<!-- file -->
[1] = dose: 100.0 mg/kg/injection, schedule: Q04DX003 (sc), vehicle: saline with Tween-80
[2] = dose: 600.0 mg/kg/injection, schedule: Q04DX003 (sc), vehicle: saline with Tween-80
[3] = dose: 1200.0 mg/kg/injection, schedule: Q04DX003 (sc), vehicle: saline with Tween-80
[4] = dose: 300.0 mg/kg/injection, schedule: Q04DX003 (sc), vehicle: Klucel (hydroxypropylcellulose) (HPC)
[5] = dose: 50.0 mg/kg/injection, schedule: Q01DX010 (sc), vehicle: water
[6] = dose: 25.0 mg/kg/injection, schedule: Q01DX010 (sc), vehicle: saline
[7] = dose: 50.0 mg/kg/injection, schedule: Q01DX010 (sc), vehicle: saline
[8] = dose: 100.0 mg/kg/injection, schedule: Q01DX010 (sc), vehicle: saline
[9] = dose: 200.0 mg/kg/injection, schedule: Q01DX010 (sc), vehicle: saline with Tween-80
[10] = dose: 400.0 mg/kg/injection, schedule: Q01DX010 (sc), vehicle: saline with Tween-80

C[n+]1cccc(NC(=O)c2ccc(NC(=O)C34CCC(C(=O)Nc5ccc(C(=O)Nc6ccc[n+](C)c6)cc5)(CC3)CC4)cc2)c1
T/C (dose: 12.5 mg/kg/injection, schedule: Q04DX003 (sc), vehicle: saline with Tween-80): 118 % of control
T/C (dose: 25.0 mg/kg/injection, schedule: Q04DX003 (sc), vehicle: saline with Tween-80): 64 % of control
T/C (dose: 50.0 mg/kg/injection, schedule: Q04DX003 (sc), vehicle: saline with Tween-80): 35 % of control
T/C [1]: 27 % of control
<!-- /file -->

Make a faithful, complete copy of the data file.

[1] = dose: 100.0 mg/kg/injection, schedule: Q04DX003 (sc), vehicle: saline with Tween-80
[2] = dose: 600.0 mg/kg/injection, schedule: Q04DX003 (sc), vehicle: saline with Tween-80
[3] = dose: 1200.0 mg/kg/injection, schedule: Q04DX003 (sc), vehicle: saline with Tween-80
[4] = dose: 300.0 mg/kg/injection, schedule: Q04DX003 (sc), vehicle: Klucel (hydroxypropylcellulose) (HPC)
[5] = dose: 50.0 mg/kg/injection, schedule: Q01DX010 (sc), vehicle: water
[6] = dose: 25.0 mg/kg/injection, schedule: Q01DX010 (sc), vehicle: saline
[7] = dose: 50.0 mg/kg/injection, schedule: Q01DX010 (sc), vehicle: saline
[8] = dose: 100.0 mg/kg/injection, schedule: Q01DX010 (sc), vehicle: saline
[9] = dose: 200.0 mg/kg/injection, schedule: Q01DX010 (sc), vehicle: saline with Tween-80
[10] = dose: 400.0 mg/kg/injection, schedule: Q01DX010 (sc), vehicle: saline with Tween-80

C[n+]1cccc(NC(=O)c2ccc(NC(=O)C34CCC(C(=O)Nc5ccc(C(=O)Nc6ccc[n+](C)c6)cc5)(CC3)CC4)cc2)c1
T/C (dose: 12.5 mg/kg/injection, schedule: Q04DX003 (sc), vehicle: saline with Tween-80): 118 % of control
T/C (dose: 25.0 mg/kg/injection, schedule: Q04DX003 (sc), vehicle: saline with Tween-80): 64 % of control
T/C (dose: 50.0 mg/kg/injection, schedule: Q04DX003 (sc), vehicle: saline with Tween-80): 35 % of control
T/C [1]: 27 % of control